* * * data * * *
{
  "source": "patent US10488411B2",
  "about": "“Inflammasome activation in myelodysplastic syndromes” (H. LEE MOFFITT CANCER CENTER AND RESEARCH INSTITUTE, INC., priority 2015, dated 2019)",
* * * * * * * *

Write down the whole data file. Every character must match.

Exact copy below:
{
  "source": "patent US10488411B2",
  "about": "“Inflammasome activation in myelodysplastic syndromes” (H. LEE MOFFITT CANCER CENTER AND RESEARCH INSTITUTE, INC., priority 2015, dated 2019)",